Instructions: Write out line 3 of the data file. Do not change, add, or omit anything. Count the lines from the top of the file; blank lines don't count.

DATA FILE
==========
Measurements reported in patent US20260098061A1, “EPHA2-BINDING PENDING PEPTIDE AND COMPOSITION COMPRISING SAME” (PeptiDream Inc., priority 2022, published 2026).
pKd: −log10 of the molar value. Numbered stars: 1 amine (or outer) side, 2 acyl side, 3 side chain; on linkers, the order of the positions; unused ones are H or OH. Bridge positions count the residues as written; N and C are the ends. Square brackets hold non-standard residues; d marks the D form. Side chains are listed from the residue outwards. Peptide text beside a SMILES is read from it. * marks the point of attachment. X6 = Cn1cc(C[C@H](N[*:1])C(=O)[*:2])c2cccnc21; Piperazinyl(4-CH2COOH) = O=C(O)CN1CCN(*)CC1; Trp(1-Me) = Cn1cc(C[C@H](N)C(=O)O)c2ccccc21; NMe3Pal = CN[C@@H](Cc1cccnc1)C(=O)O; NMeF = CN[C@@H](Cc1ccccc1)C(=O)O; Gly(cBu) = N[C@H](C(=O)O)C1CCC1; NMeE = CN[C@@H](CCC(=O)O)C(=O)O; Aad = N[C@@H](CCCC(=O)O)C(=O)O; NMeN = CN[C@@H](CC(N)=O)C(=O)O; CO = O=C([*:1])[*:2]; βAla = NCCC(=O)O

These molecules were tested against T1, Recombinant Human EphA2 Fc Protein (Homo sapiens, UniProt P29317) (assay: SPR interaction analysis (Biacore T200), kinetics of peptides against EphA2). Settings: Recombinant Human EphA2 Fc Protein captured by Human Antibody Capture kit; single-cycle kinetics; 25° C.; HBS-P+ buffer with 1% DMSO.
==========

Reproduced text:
These molecules were tested against T1, Recombinant Human EphA2 Fc Protein (Homo sapiens, UniProt P29317) (assay: SPR interaction analysis (Biacore T200), kinetics of peptides against EphA2). Settings: Recombinant Human EphA2 Fc Protein captured by Human Antibody Capture kit; single-cycle kinetics; 25° C.; HBS-P+ buffer with 1% DMSO.